I do'nt love Microsoft but I use really Microsoft Productions.
    We are wait big antle Vista, if we'll wait a long time, dont working at the Vista.

    If you are ask my cong, you are very houldying stupid.
    I's speech properties, wait vista at the properties.

    Microsoft is wur00z.
    I kiss you everybody.
  • And now it is on the UserFriendly comic strip:

    http://ars.userfriendly.org/cartoons/?id=20060805&mode=classic

    Keep going Larry, and don't get intimidated by some of the negative comments. I am sure those guys haven't worked on any big projects.
  • >> The annoying thing about it was that the bug wasn't
    >> reproducible

    > So just mark it as resolved, not reproducible, and close it.  
    > That's what Microsoft does with lots of my Vista beta bug reports.

    When I was a tester at Microsoft (Yay, MacBU!), a bug of this severity would have been call a 'Pri 2' - the app didn't actually crash, but the user couldn't precede with their planned tasks. In most cases, Pri 2 bugs are accorded 'Must Fix' status unless the repro steps are deemed quite unlikely.

    I can accept that the test and/or dev teams might not have had time to actually chase down a known bug prior to the demo, but I do have to wonder why the demo team went ahead with that bug lurking in the background.

    Better to forego a demo and risk talk of slow development than to have a demo fail in an embarassing manner and create discussion of quality issues.

    For those who've suggested that Microsoft adopt the 'Apple Way' for demos, here are the two main reasons one rarely sees a glitch in Apple demos:

    1) Since Apple never reveals its development plans ahead of time, there's no pressure to demo half-baked software (except to Steve Jobs himself).

    2) Conversely, product teams are under intense pressure to clear up high-priority bugs as early as possible in the development cycle so that their app gets OK'd to be publicly demo'd.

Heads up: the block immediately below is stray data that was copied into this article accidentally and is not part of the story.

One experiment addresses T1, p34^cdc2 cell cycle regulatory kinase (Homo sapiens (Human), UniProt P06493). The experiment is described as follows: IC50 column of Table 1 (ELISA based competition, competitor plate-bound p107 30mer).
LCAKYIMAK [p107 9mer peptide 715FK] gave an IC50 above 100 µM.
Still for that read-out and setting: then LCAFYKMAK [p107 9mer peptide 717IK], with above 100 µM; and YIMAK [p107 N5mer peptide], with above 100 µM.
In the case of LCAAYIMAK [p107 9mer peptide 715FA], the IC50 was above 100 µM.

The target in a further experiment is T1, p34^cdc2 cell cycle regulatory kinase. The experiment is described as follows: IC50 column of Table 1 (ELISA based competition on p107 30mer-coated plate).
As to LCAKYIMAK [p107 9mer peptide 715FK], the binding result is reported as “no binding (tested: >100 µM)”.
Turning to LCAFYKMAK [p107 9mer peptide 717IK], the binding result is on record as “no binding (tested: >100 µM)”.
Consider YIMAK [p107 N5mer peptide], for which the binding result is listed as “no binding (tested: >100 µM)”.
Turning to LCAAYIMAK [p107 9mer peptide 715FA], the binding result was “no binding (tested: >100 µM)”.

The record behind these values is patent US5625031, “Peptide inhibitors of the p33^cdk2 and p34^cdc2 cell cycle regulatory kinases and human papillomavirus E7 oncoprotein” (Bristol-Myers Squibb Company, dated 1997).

Microsoft could do with a bit *less* talk about its future plans and a good deal more focus on planning for excellence at Version 1 instead of at Version 3.
  • こんな悲惨なデモを、僕は見たことがありません。 これは、マイクロソフトの社員が、Windows Vistaの音声認識のデモを行ったときの様子です。 間違えまくっています。ひとつとして正しく認識できていません。 やればやるほど事態がひどくなっていきます。一方的に殴られ続けるボクサーのようです。 このひどいデモを生み出したエンジニアのサイトには、善意のひとびとからなる大量の情報が送り込まれ、大変なことになっているそうです。 Fun with Vista's speech recognition [Guardian
  • PingBack from http://www.istartedsomething.com/20060807/msnbc-deceived-the-public-vistas-speech-recognition/
  • Saturday, August 05, 2006 7:09 PM by Will Parker
    > When I was a tester at Microsoft (Yay, MacBU!), a bug of
    > this severity would have been call a 'Pri 2' - the app didn't
    > actually crash, but the user couldn't precede with their
    > planned tasks. In most cases, Pri 2 bugs are accorded 'Must
    > Fix' status unless the repro steps are deemed quite unlikely.

    Wow, Microsoft's ratings of "must fix" vs. "won't fix" are still astounding.  A bug in the DDK compiler's code generation a "won't release a hotfix", a different and older bug of severity that destroys entire hard disk partitions is a "won't fix", but a bug in speech recognition is a "must fix".  When a DDK Even my previous level of cynicism was inadequate.

    When the DDK's compiler causes a BSOD every app crashes and the user can't proceed with their tasks.  When an entire hard disk partition gets corrupted the user can proceed with their tasks a day later by restoring all files from another backup, unless the backup was on a partition created by the same FDISK program.  Therefore these rank far below such a critical app as speech recognition.

    Thank you very much for this information though.  Sad as the facts are, it's better to know them than not to know them.
  • You've do doubt heard about the Microsoft Financial Analyst Meeting two weeks ago where a demonstration...